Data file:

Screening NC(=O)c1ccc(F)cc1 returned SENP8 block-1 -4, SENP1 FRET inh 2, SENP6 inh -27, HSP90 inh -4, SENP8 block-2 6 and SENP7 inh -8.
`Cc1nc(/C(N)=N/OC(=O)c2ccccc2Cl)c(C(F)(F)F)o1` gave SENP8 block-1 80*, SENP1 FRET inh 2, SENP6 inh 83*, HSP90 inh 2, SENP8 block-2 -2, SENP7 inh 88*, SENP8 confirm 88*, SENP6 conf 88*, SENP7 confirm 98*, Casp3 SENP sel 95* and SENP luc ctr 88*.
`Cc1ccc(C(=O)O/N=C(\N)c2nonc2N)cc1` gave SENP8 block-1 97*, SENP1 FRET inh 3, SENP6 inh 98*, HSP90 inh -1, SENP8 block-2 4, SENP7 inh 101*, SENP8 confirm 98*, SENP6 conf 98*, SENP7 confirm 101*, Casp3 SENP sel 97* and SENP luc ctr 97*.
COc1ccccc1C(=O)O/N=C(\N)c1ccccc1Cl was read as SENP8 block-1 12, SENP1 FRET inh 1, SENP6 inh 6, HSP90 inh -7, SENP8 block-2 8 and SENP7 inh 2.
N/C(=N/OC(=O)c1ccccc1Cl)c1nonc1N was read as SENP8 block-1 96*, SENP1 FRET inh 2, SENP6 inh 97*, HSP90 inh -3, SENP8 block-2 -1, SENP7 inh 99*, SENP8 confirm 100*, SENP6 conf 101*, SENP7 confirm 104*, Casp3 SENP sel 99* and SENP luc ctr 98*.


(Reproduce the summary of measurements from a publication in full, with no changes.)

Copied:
Screening NC(=O)c1ccc(F)cc1 returned SENP8 block-1 -4, SENP1 FRET inh 2, SENP6 inh -27, HSP90 inh -4, SENP8 block-2 6 and SENP7 inh -8.
`Cc1nc(/C(N)=N/OC(=O)c2ccccc2Cl)c(C(F)(F)F)o1` gave SENP8 block-1 80*, SENP1 FRET inh 2, SENP6 inh 83*, HSP90 inh 2, SENP8 block-2 -2, SENP7 inh 88*, SENP8 confirm 88*, SENP6 conf 88*, SENP7 confirm 98*, Casp3 SENP sel 95* and SENP luc ctr 88*.
`Cc1ccc(C(=O)O/N=C(\N)c2nonc2N)cc1` gave SENP8 block-1 97*, SENP1 FRET inh 3, SENP6 inh 98*, HSP90 inh -1, SENP8 block-2 4, SENP7 inh 101*, SENP8 confirm 98*, SENP6 conf 98*, SENP7 confirm 101*, Casp3 SENP sel 97* and SENP luc ctr 97*.
COc1ccccc1C(=O)O/N=C(\N)c1ccccc1Cl was read as SENP8 block-1 12, SENP1 FRET inh 1, SENP6 inh 6, HSP90 inh -7, SENP8 block-2 8 and SENP7 inh 2.
N/C(=N/OC(=O)c1ccccc1Cl)c1nonc1N was read as SENP8 block-1 96*, SENP1 FRET inh 2, SENP6 inh 97*, HSP90 inh -3, SENP8 block-2 -1, SENP7 inh 99*, SENP8 confirm 100*, SENP6 conf 101*, SENP7 confirm 104*, Casp3 SENP sel 99* and SENP luc ctr 98*.